I’ve always liked to think that I am very capable of dealing with any kind of stress that comes my way. Stress has always been a positive motivator for me, and has helped me get tasks completed on time. I’ve always felt the pressure from external sources was something that helped override my overwhelming desire to procrastinate until the last possible second on everything that I need to get done. And that’s not so bad, is it?
More recently, however, I have been dealing with stress that seems so overwhelming, I’m not sure how to use it in a positive way. This stress gives me head aches, zaps my energy, undermines my focus, and makes me feel lousy. So, what’s the difference between the two?
All stress comes from external factors. For example, I have a workshop coming up. I need to get the handouts printed for attendees. I only have a few days to find the material I want to use, print, and collate my packets. But I have multiple projects competing for my time. Plus there’s this thing called my day job that I also need to squeeze into my schedule. I also have a million other uber-stressful events in my life right now. To say that I am overwhelmed could be an understatement. A few years ago that deadline would have been no big deal. I would have just researched those handouts, printed, and stapled like a boss without even batting an eyelash! Now it feels like I have to go climb Mt. Everest!
What’s going on inside that makes dealing with small tasks so difficult? First of all, I’ve internalized those external factors. That means that instead of just “getting it done,” I’ve allowed the stress to take up residence in my head and my heart. I’m fretting over it, worrying that I won’t get it finished in time, even though I know I will. I am allowing it to drive me. Secondly, there are physical reactions to stress like releasing too much cortisol, which can also cause physical symptoms…weight gain, hormonal imbalances, adrenal fatigue just to name a few. Clearly, this can’t be helpful, either. Stress causes sleep problems, physical illness, sexual problems, as well as cravings and addictive behaviors. It can also lead to depression. Stress, when not managed properly, can really get out of hand and become extremely detrimental to health.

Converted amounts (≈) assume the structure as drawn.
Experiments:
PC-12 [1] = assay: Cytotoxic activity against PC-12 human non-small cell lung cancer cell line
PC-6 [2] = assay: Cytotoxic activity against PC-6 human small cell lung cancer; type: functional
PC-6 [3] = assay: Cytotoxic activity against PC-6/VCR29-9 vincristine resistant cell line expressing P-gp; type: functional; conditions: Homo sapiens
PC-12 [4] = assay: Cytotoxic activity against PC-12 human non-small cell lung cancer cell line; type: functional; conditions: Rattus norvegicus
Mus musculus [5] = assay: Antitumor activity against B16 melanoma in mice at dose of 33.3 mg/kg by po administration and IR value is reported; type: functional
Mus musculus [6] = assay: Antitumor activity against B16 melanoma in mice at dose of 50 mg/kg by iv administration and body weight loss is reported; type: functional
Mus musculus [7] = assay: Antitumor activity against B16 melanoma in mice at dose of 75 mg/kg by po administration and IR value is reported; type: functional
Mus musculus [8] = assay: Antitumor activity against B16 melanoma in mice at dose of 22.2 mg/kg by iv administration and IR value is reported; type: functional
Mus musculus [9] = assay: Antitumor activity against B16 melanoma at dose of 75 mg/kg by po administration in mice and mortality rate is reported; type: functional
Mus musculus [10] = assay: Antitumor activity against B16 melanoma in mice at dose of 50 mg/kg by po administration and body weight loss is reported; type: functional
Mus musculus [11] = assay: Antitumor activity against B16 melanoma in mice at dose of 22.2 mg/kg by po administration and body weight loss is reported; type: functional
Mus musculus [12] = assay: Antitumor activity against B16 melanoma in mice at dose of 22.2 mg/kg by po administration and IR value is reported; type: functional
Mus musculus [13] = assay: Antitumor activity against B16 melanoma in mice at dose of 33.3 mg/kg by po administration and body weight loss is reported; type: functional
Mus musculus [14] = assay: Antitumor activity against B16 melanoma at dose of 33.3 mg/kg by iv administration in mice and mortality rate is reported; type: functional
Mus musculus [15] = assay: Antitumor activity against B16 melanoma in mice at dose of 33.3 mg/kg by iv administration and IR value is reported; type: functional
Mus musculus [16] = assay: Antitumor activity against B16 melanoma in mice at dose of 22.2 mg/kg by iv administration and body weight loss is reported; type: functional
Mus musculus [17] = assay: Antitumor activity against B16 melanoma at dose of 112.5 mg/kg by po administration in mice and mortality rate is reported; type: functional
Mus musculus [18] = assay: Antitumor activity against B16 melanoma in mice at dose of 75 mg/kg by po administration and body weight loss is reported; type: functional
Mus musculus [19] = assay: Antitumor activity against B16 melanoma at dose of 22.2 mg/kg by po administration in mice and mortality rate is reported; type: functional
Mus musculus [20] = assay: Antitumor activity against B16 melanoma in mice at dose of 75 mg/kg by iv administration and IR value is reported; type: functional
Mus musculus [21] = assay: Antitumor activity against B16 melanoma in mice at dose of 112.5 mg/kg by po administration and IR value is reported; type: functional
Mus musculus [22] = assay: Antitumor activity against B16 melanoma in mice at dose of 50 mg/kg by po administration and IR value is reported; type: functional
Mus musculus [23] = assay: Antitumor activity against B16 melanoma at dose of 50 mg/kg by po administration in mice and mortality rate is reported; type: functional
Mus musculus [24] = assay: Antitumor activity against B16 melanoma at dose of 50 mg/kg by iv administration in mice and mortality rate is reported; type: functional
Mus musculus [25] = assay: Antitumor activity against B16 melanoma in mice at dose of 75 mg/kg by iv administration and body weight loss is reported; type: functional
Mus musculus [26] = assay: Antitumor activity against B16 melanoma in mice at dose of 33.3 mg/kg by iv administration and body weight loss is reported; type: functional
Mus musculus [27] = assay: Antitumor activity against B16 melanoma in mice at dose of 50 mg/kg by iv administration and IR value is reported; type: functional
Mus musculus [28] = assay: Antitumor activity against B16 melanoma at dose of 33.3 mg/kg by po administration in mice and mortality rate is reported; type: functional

Well, now that we know all this, what do we do about it? First, maintaining a positive attitude will help. Taking time to engage in self-care techniques like massage, detox baths, dry skin brushing, and lymph massage every day will also help. Meditating, writing a gratitude list, and journaling are great ways to help keep stress in perspective and work through problems before they reach the overwhelming stage. Good nutrition and supplementation with herbs like lavender and chamomile, passionflower, and valerian root will also help relax and soothe, as well as control cravings. A diet that incorporates lots of healthy fats, Omega 3s, and leafy greens will prevent nutritional depletion. Yoga and walking are great forms of exercise that will help control stress. And don’t forget that handy to-do list and pocket calendar. This may help you prioritize and organize your projects into manageable tasks so that you feel like you have more control over your life.
If these self help techniques fail, and you continue to feel overwhelmed, have physical illnesses that won’t go away, or feel like your stress is increasing or causing other mental health problems, it may be time to seek professional help. Sometimes talking to someone with experience in healing stress disorders is enough to make things tolerable again.